Right, and it is working in the way you intend for it to work. To tie this in with your larger body of work, I know you’ve addressed a number of thought-provoking, often contentious subjects in other films of yours, such as Our Boys (1981), Korea (1995), and Love and Rage (1998). What sparks your interest in these issues, and how do you determine whether you’re going to address them in a documentary or a narrative film?

Well, to go back to Our Boys, that film was made in anger. It was something I felt I needed to do, and I wanted to set the record straight on certain things that were happening in Ireland that are still coming to light. It wasn’t shown on Irish TV for at least 11 years, and it was quite a short piece. The idea was to be subversive in that we used both drama elements and documentary elements, such as archival footage. We want to be subversive and to make a film that said ‘Sorry, but this happened and it was wrong, and we’re going to be living with this for centuries to come.’ I was schooled in the way depicted in the film as well, so I was familiar with the material.

Korea, on the other hand, was made out of love for John McGahern’s short story. There’s an essential sort of dislocation in some of the work, which I find interesting. Anyway, Korea deals with America. It also deals with the notion of going to war, with policy, with legacy, where a father encourages his son to go to America, knowing that he might be enlisted. The father would get paid if his son was enlisted, and if his son passed away.

In a way, the films are about living in a world that I’m not completely comfortable with. I mean, I’m living in a country that I’m not completely comfortable with, but it’s always been like that. It was like that with Máirín de Burca in a way: I didn’t really understand her. I could appreciate what she did, and I was kind of fascinated by her single-mindedness, and yet on another level I wanted to see if there was a way of making this have its own truth, you know? So that you could transcend the historical material and turn it into something else. All my films are sort of like that: They seek to turn something sort of historical and uncomfortable into some energy, as though through some kind of alchemy, so that you can hit audiences in the back of their minds rather than necessarily in the front lobe.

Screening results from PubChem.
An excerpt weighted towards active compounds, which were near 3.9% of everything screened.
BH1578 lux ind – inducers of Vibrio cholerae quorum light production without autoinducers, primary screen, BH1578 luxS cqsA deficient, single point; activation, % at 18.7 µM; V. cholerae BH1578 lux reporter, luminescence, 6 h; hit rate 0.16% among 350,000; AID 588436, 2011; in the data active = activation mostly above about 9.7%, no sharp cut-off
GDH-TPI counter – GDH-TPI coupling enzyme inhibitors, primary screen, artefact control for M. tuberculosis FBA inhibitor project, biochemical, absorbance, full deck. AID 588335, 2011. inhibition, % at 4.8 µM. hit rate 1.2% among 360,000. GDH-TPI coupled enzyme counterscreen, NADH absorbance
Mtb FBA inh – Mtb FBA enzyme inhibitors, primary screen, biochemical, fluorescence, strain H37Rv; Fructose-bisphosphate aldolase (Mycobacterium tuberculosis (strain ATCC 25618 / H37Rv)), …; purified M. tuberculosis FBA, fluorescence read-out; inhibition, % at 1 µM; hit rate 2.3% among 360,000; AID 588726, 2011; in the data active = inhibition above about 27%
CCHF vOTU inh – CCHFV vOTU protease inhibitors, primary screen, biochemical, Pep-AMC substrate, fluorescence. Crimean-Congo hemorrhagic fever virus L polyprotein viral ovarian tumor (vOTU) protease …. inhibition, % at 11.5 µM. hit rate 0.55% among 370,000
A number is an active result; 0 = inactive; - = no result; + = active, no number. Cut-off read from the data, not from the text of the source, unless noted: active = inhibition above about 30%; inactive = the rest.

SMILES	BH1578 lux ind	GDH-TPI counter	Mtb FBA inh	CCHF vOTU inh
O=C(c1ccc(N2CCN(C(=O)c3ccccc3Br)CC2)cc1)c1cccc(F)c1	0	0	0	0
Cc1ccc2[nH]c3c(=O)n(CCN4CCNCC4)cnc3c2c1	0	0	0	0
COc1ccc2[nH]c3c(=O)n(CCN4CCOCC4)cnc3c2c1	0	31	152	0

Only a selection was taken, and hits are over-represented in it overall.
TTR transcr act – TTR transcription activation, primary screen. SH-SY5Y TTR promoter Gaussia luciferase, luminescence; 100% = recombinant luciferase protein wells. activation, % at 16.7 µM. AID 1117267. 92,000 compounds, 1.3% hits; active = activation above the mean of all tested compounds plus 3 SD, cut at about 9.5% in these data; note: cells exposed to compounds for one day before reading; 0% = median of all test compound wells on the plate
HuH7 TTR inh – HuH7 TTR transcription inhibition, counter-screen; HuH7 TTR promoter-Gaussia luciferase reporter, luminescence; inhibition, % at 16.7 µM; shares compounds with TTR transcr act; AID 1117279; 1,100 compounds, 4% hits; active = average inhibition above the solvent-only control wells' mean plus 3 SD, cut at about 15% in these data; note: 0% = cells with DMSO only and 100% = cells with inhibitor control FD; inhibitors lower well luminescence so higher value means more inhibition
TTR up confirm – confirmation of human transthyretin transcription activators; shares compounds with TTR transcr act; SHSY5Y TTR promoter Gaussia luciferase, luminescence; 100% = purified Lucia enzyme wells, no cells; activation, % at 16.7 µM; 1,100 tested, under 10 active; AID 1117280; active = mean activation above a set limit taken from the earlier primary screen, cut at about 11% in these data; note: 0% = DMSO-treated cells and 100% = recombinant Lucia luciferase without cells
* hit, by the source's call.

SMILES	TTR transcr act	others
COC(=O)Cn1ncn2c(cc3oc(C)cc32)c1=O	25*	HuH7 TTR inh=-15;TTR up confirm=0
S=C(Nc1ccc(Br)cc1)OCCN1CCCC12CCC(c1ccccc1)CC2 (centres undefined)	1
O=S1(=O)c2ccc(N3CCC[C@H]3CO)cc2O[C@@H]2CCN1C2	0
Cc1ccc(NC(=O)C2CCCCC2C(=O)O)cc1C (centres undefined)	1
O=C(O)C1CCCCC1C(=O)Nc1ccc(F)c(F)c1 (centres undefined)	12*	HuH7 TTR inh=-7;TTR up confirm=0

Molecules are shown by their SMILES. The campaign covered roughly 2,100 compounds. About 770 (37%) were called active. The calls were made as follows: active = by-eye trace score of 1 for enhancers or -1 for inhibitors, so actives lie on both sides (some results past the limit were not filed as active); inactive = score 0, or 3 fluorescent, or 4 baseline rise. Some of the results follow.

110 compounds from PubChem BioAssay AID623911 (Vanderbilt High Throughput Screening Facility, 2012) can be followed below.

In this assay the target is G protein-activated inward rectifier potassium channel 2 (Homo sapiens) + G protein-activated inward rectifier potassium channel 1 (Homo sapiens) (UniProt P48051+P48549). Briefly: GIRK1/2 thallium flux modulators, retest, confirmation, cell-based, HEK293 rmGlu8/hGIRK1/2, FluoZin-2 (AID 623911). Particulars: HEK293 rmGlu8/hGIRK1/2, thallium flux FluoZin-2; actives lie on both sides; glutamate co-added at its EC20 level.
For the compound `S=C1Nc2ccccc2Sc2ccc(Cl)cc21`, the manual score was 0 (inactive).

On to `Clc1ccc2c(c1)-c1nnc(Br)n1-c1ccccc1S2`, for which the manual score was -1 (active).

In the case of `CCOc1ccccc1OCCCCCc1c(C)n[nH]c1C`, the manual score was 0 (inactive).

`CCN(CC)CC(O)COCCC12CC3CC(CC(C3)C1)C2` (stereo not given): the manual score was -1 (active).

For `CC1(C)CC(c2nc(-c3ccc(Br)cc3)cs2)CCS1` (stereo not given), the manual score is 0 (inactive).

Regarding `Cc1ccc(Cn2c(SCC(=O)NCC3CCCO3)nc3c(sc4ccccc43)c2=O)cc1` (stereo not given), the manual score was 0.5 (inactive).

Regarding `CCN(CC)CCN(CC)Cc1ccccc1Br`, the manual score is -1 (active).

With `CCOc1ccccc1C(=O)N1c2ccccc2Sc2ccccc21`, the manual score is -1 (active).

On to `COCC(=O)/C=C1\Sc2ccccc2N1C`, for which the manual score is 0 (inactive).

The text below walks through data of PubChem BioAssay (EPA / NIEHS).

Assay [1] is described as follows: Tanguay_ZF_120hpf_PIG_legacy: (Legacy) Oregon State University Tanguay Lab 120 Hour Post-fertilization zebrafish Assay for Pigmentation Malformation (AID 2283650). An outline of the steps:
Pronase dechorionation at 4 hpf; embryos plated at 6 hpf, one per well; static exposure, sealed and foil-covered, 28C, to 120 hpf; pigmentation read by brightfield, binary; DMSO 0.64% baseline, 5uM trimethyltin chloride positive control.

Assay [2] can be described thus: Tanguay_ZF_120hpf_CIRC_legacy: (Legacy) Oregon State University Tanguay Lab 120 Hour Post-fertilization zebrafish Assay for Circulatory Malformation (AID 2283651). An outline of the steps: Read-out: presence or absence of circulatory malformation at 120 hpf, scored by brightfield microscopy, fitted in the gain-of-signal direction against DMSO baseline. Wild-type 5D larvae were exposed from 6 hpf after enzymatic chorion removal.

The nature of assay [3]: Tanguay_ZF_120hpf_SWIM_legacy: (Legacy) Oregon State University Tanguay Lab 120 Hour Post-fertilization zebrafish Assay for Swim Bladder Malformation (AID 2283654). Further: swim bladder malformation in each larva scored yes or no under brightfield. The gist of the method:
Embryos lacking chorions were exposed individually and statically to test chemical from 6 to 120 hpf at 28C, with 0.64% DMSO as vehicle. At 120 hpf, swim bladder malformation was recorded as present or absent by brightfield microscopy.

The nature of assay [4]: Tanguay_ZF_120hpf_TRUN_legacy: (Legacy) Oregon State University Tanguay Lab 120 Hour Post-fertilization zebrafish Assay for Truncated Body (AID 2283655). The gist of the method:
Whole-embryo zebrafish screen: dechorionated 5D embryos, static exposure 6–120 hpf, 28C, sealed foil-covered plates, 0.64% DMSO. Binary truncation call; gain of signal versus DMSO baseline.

That’s very interesting, and that’s exactly what I was thinking about: how to find the common thread in a diverse range of material. Because the material itself is all very interesting.

Right. For instance, I made a film about Thomas Lynch, who is a poet and undertaker who lives in Michigan. He found out he had some ancestors in Ireland, so he came back to County Clare and met this woman, Maura Lynch, who lived in a small cottage. He absolutely fell in love with the place and comes back every year, and he talks about journeys, the notion of being in Ireland, and the journey he then takes. I was fascinated by that. To put those two things together and to see what his point of view of Ireland was. I accused him once of being far too romantic about Ireland, but at the same time, that cottage in Clare is the same place where I once asked him, ‘Are we going to talk about the fact that you’re an alcoholic?’ You know, it was beautiful down there and I thought that would be the best place to talk about this.

It’s that sort of strange brood that interests me. I think I would be very bored if I didn’t find images and sounds to mix things up and make something interesting. Because without that, you’re just lashing the stuff together.

I agree, and you certainly avoid that pitfall. I really enjoy your work, and I look forward to seeing more of it.

Thank you.

On that note, you said a while ago that you were working on some new things before we started talking. Would you be open to talking about those projects that are in the works, or what you might be considering for the future?